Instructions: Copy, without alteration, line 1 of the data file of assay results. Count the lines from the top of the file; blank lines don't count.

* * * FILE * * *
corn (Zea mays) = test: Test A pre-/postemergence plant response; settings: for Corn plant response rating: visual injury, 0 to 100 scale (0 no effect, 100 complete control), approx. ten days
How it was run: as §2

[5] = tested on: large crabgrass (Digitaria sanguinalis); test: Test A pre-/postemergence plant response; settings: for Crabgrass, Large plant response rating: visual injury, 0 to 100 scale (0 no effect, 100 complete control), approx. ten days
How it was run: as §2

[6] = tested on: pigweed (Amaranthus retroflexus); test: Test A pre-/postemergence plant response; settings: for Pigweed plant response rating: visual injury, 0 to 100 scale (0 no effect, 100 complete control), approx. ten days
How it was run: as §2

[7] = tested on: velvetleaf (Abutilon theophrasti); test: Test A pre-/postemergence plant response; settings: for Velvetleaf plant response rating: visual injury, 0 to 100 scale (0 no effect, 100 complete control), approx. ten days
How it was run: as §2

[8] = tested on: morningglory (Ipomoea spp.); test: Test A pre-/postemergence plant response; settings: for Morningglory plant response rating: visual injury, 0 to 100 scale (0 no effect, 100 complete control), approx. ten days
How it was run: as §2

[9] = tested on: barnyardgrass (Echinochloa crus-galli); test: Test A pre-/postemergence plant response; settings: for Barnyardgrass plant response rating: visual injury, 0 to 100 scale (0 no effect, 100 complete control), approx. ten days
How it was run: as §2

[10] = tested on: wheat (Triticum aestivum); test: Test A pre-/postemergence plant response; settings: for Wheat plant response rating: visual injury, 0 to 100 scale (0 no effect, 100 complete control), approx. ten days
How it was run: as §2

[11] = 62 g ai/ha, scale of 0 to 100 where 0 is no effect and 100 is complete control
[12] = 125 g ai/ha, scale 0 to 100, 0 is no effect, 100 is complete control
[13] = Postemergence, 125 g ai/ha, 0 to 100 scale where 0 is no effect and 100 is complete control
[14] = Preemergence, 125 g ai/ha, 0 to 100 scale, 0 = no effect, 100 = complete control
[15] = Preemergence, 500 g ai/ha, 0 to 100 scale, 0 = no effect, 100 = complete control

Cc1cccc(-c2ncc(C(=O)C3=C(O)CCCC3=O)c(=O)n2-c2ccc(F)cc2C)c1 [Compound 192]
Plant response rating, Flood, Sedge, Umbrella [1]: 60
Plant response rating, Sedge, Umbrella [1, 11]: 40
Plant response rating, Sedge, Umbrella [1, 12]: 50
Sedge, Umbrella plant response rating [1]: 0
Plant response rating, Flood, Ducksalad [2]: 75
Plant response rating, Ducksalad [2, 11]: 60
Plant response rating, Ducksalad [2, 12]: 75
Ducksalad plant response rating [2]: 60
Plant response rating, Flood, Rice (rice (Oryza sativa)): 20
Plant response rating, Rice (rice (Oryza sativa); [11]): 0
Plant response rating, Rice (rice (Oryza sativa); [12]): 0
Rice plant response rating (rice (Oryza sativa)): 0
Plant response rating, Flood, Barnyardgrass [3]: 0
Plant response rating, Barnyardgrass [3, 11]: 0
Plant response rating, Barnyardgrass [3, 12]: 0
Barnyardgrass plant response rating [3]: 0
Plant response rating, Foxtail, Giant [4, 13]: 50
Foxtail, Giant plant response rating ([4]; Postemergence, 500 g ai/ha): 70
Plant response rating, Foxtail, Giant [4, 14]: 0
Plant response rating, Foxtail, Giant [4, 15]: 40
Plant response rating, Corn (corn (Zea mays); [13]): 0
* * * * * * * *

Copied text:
corn (Zea mays) = test: Test A pre-/postemergence plant response; settings: for Corn plant response rating: visual injury, 0 to 100 scale (0 no effect, 100 complete control), approx. ten days